Why is it so hard to be a single parent?Being a single parent doesn’t always mean you aren’t co-parenting, but it can mean that as the majority care giver you have the bulk of the financial and practical parenting responsibilities. The financial side of single parenting is exhausting in itself and may mean you are working extra hard in order to fulfil your financial obligations and to give your child/children all the things they need. Pile onto this the physical strain of parenting such as domestic work, helping with homework, taking children to appointments and extracurricular activities, and it soon becomes apparent how burnout can occur.
Single parenting and mental healthThere are many ways we can become a single parent: by choice, through separation, or from the death of a partner. Each situation presents individual emotional and practical stress, and all can lead to deteriorating mental health. The sudden change in circumstances can be stressful for you and your children and even if you were prepared to parent alone, it’s rarely easy. Single parents, especially single mothers, are still often stigmatised in society, which can result in feelings of guilt and anxiety.
Single parenting and physical healthAccording a piece of research discussed on the NHS website, there may be a connection between single motherhood and ill health later in life. Commenting on the research conducted in the Journal of Epidemiology and Community Health, 2015, the NHS website suggests:
“Health status in later life is likely to be linked to a complex number of interrelated factors. Being a single mum may be one, social networks might be another.”
With this in mind, take care to not only ensure your children attend checkups, but make sure you keep on top of your own physical health and medical appointments too.
Taking care of yourself can include:
- Eating a healthier diet to avoid feeling sluggish and to promote energy
- Doing regular exercise to maintain health and energy
- Asking your GP for a full medical so you can tackle any underlying health issues
- Keeping on top of your oral health by attending routine dental checkups
Avoid burnout by seeking supportThere aren’t many people that like to admit they need help, but as a single parent it is important to seek support from friends and family if possible. Speak with trusted family members about how you feel and see if they could look after your children for even just a few hours on a regular basis. Utilise your friendships with parents of children at your child’s school and organise sleepovers where parents take turns in hosting each other’s children. This kind of arrangement can give you an entire night to yourself, allowing you to relax, or socialise if that is what you need. Playdates at parks or play centres are fantastic for allowing you to socialise with adults and to relax (a little) as the kids go and play with their peers.
Support for parents of children with complex needsBeing a single parent of a child with additional needs has its own set of considerations. However, there is assistance available for parents of children with complex needs such as day centres and respite care. Your local council will be able to provide the contact details of centres and carers specifically designed to support the needs of your child. You will also find there are numerous charities providing support for parents of children with complex needs such as Autism, Down’s Syndrome, and additional physical needs.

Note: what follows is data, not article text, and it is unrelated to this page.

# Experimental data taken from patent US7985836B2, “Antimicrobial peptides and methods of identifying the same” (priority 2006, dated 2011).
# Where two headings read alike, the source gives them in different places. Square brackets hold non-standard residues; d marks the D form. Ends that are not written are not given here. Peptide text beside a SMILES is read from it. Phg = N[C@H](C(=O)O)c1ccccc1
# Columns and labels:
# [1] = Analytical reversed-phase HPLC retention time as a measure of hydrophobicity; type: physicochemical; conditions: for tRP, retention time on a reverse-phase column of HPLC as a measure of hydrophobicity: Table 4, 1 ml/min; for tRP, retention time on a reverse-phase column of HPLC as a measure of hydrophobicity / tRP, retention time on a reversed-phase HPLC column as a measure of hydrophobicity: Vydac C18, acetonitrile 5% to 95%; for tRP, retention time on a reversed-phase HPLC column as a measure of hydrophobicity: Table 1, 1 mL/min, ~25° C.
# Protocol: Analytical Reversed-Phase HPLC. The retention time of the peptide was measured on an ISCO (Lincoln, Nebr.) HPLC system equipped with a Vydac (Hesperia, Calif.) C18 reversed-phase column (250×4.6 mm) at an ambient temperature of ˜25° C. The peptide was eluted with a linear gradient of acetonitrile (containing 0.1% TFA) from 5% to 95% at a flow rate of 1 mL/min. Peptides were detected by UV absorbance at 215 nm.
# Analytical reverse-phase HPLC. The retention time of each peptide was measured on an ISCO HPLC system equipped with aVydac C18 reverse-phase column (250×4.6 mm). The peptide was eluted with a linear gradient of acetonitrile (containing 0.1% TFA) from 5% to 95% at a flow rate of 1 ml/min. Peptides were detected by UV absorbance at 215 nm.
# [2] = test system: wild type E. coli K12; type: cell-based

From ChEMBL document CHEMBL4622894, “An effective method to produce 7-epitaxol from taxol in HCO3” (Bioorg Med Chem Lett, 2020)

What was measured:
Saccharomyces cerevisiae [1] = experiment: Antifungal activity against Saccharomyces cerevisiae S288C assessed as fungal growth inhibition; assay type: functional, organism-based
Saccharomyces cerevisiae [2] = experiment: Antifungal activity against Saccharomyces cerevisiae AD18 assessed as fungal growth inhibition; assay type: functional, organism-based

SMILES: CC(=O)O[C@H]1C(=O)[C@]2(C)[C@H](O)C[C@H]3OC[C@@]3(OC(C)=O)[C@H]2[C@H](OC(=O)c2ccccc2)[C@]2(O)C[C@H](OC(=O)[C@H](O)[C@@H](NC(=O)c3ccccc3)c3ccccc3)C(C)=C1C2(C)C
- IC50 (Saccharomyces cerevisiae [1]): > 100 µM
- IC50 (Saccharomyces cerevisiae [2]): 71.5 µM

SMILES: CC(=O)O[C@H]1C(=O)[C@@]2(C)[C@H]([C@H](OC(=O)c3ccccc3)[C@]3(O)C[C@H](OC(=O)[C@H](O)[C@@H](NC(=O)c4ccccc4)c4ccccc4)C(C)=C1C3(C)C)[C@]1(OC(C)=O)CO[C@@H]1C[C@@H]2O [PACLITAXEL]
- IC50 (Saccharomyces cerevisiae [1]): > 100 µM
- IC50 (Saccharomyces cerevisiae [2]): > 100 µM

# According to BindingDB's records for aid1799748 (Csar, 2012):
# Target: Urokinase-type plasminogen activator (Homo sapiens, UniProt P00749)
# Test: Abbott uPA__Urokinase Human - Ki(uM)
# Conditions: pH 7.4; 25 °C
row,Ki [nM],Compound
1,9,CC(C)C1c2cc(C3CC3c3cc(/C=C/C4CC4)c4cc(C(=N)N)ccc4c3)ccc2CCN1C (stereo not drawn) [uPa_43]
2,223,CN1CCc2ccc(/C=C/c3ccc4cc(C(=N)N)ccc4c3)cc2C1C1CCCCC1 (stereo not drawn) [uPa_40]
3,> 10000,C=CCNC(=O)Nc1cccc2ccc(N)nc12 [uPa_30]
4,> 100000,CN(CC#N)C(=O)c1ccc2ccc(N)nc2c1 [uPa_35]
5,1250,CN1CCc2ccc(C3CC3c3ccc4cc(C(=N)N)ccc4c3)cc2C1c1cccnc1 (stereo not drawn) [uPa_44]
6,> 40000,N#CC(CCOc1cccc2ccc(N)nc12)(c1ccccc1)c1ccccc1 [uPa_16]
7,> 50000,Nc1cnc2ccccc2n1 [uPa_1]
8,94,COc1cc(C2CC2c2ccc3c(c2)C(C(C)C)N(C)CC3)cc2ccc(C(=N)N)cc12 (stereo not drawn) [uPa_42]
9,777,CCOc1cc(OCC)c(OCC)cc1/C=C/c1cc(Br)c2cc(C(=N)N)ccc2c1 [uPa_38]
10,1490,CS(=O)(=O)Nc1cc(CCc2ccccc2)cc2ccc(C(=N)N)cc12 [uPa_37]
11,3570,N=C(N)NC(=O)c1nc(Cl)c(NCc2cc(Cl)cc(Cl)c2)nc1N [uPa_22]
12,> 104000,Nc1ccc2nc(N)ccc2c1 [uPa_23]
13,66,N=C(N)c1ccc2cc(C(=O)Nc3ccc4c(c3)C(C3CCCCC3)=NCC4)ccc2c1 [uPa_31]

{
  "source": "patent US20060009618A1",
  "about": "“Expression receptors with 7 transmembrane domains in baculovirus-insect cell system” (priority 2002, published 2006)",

Reject the guiltSingle parents often feel guilty for taking time to themselves but if you want to avoid exhaustion, then you will need to reject those feelings of guilt and know that you are entitled to some time to yourself. If this means allowing your kids to watch more TV or play computer games for a little longer, then so be it. While they occupy themselves, exercise, read, facetime with friends or simply take a nap (if your children are old enough to self-supervise). Try to set aside time each day for a little alone time and extend that time once a week for you to enjoy your favourite activities or to catch up with friends.
Organise your time with the childrenAlthough the best laid plans can often go awry, organising a specific activity to enjoy with the children can help to alleviate the guilt of having 'me time'. Let your children know that there will be specific family time, be it mealtimes, film night, or board games night, and try to stick to these arrangements as much as possible. Knowing that you will be spending quality time with your kids allows you to enjoy that precious time to yourself even more.
Start each day anewSome days are just completely horrible. You’ll feel like the worst parent ever and may even be driven to tears as you feel like you have failed as a parent. Stop, breathe and start again. Learn from the mistakes of the previous day and forgive yourself if you’ve been a bit more shouty than normal. Parenting, be it as a single mother or father, or as part of a couple, is going to be filled with days where it feels like everything has gone wrong. Try not to carry that guilt into the next day and begin the day with a positive mindset. If appropriate, speak with your children about how their behaviour or your actions played out the previous day and talk about what your expectations are going forward. Don’t be afraid to acknowledge when you do something wrong too – apologising as a parent will show your children the importance of saying sorry and acknowledging when you’re wrong.
For more information about support for single parents in your area, visit One Parent Families Scotland, a charity specifically for single parents. You may also find the website of the charity Gingerbread, who operate in England and Wales, helpful.